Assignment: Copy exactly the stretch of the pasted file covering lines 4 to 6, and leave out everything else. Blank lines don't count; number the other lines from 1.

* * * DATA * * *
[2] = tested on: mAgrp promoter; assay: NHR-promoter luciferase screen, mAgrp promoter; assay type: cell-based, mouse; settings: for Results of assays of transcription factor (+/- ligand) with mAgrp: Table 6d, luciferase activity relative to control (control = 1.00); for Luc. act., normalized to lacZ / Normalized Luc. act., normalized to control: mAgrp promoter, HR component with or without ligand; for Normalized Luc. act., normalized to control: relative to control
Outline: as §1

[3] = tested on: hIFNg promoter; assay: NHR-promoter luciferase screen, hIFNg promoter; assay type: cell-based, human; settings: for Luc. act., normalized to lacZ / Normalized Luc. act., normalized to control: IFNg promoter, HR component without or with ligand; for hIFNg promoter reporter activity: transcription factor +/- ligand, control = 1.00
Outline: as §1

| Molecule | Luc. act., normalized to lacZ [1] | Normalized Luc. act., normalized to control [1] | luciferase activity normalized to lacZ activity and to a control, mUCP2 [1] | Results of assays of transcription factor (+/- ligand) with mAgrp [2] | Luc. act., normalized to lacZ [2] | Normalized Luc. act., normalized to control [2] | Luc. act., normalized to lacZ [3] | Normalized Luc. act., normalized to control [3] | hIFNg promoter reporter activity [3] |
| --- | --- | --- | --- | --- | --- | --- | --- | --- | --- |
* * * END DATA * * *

Outline: as §1

| Molecule | Luc. act., normalized to lacZ [1] | Normalized Luc. act., normalized to control [1] | luciferase activity normalized to lacZ activity and to a control, mUCP2 [1] | Results of assays of transcription factor (+/- ligand) with mAgrp [2] | Luc. act., normalized to lacZ [2] | Normalized Luc. act., normalized to control [2] | Luc. act., normalized to lacZ [3] | Normalized Luc. act., normalized to control [3] | hIFNg promoter reporter activity [3] |
| --- | --- | --- | --- | --- | --- | --- | --- | --- | --- |